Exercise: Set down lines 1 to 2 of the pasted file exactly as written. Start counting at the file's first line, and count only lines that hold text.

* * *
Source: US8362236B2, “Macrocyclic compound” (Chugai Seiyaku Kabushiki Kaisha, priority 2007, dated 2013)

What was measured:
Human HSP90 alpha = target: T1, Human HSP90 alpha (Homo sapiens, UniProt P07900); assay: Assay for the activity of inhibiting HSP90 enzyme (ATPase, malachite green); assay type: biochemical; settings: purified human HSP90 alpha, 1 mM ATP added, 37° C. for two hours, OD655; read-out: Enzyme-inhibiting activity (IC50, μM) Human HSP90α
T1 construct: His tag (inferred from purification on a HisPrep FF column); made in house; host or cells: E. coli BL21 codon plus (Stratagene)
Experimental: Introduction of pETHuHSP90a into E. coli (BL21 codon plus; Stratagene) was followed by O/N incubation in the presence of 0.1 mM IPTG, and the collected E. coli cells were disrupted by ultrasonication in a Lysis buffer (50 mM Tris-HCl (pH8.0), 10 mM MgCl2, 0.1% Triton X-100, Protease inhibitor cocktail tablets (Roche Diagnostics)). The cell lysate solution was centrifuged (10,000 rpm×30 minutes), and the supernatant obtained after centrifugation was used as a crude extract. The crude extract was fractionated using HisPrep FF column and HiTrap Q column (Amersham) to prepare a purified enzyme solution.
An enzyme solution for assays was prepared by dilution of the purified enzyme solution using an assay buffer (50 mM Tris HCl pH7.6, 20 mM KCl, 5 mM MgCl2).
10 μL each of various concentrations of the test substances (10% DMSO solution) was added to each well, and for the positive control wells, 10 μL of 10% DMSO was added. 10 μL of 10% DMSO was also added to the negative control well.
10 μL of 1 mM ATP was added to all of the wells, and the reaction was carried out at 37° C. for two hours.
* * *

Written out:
Source: US8362236B2, “Macrocyclic compound” (Chugai Seiyaku Kabushiki Kaisha, priority 2007, dated 2013)

What was measured: